Earlier this year, I had the privilege of going on an immigration immersion experience with a group of women from around the U.S. This trip was sponsored by the Women of the ELCA and AMMPARO (Accompanying Migrant Minors with Protection, Advocacy, Representation, and Opportunities).
I went into this adventure with my eyes and heart wide open, ready to see, hear, and feel what our friends on the other side of the border have been enduring over the past several years.
Now, I’m going to be 100 percent transparent. There was a time several years ago when the thought of “illegal aliens” entering our country needed to stop. I never felt hostile about it, but in my mind (and in the mind of many others I knew), it was important to keep out the “bad people” to protect the “good people” –otherwise known as my family.
Many times, I heard that I should “Christian Up” and welcome the stranger. I look back at that time in my life with much embarrassment, but also with thankfulness that I had the guts to let myself seek out the truth and open my heart. I opened up to understanding the plight of those who so desperately want nothing but to provide for their family, be with their family, and, most importantly, live without fear.
Stories of horror; stories of perseverance
The experiences I had while visiting the border wall were so mixed, not because of the physical wall itself, but because of the human touch that was around me all the time. These friends of mine (yes, they are friends of mine now) shared horrific stories of torture, starvation, rape, and loneliness. But they also shared stories of perseverance and complete faith and trust in God.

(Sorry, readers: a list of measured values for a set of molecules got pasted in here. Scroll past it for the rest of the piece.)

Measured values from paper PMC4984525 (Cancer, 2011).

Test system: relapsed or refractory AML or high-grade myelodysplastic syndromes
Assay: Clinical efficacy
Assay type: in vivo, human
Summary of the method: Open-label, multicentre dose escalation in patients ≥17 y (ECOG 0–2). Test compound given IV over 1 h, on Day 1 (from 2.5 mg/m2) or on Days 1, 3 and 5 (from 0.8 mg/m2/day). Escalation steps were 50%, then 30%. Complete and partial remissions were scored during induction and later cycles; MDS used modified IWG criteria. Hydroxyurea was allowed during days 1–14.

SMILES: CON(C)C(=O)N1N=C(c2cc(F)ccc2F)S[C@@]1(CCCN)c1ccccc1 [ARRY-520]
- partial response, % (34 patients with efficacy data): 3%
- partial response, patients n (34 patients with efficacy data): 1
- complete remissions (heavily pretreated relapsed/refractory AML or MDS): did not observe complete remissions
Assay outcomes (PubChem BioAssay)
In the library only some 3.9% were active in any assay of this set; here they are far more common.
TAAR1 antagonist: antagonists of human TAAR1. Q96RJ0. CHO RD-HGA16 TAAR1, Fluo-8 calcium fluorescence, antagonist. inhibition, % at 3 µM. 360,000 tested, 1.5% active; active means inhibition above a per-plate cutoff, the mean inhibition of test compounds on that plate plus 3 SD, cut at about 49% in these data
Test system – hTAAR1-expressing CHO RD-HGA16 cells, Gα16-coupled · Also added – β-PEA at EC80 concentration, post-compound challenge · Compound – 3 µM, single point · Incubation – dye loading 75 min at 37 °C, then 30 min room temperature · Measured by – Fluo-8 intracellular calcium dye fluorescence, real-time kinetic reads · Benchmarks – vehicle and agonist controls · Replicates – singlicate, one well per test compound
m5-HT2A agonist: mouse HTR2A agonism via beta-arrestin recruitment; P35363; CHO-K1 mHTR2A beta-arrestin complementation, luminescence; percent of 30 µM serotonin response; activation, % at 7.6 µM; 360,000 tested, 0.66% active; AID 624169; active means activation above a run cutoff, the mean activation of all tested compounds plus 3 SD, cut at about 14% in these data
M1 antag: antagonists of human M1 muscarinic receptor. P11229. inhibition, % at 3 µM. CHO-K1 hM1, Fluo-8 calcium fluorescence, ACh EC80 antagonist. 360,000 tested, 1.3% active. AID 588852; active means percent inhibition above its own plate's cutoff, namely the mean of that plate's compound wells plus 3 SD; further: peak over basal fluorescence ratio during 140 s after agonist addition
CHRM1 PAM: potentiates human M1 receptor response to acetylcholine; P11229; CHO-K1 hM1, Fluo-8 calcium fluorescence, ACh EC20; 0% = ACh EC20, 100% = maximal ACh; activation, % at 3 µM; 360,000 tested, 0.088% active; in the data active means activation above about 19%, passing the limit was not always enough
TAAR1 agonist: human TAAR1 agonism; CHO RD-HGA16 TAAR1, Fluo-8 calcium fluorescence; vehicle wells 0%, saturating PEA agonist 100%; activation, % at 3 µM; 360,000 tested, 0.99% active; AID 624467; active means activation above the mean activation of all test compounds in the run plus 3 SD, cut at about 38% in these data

Their stories touched my heart in ways that I have never felt before. I tried to put my family in their shoes and imagine how I would feel. But, honestly, my mind had a difficult time going there.
Since returning from this immersion, I’ve been pretty vocal on social media regarding the situation I saw at the border. The feedback I’m getting has been much what I expect. I live in a rural part of North Dakota (population about 120). I drive 25 miles to purchase milk, and 50 to visit my doctor.
Happy and hopeful
When I get “build the wall” comments on my social media feed, I respond with respect. I open myself up to friendly conversation. Sometimes, I sense understanding and a “lightbulb” moment from my Facebook friends.
This progress makes my heart happy and hopeful.
Someone asked me recently where I thought Christ is leading me when my term as president of Women of the ELCA’s executive board ends: That’s an easy answer.
I’m looking forward to volunteering and working more with AMMPARO in any way possible. I intend to immerse myself into learning and educating others about the plight of the immigrants—to try and help others understand that we don’t need to fear our siblings on the other side of the border.
It’s time to open our hearts, minds, and doors to “Welcome the stranger.”
Lisa Plorin of Upham, N.D., is president of the churchwide executive board, elected in 2017. She recently celebrated her 55th birthday. She believes everyone on earth is created in God’s image and that all are siblings in Christ. Read the news story about the immersion experience here.